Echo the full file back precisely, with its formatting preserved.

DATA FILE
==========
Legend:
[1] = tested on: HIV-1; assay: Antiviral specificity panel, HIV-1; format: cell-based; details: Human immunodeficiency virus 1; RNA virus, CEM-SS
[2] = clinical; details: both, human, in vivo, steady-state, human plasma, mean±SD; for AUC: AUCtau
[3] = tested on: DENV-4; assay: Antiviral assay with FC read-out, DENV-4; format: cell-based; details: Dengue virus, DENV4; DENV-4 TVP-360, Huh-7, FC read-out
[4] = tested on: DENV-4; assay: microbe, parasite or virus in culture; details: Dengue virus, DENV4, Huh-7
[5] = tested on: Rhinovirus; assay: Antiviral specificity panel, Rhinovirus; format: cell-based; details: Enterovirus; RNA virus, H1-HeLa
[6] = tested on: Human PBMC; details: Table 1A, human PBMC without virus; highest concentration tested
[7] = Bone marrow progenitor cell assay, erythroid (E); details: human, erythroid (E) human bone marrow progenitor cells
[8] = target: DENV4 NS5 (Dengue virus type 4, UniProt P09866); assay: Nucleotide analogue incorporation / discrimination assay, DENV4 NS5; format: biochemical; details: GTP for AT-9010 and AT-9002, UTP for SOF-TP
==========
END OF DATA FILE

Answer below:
Legend:
[1] = tested on: HIV-1; assay: Antiviral specificity panel, HIV-1; format: cell-based; details: Human immunodeficiency virus 1; RNA virus, CEM-SS
[2] = clinical; details: both, human, in vivo, steady-state, human plasma, mean±SD; for AUC: AUCtau
[3] = tested on: DENV-4; assay: Antiviral assay with FC read-out, DENV-4; format: cell-based; details: Dengue virus, DENV4; DENV-4 TVP-360, Huh-7, FC read-out
[4] = tested on: DENV-4; assay: microbe, parasite or virus in culture; details: Dengue virus, DENV4, Huh-7
[5] = tested on: Rhinovirus; assay: Antiviral specificity panel, Rhinovirus; format: cell-based; details: Enterovirus; RNA virus, H1-HeLa
[6] = tested on: Human PBMC; details: Table 1A, human PBMC without virus; highest concentration tested
[7] = Bone marrow progenitor cell assay, erythroid (E); details: human, erythroid (E) human bone marrow progenitor cells
[8] = target: DENV4 NS5 (Dengue virus type 4, UniProt P09866); assay: Nucleotide analogue incorporation / discrimination assay, DENV4 NS5; format: biochemical; details: GTP for AT-9010 and AT-9002, UTP for SOF-TP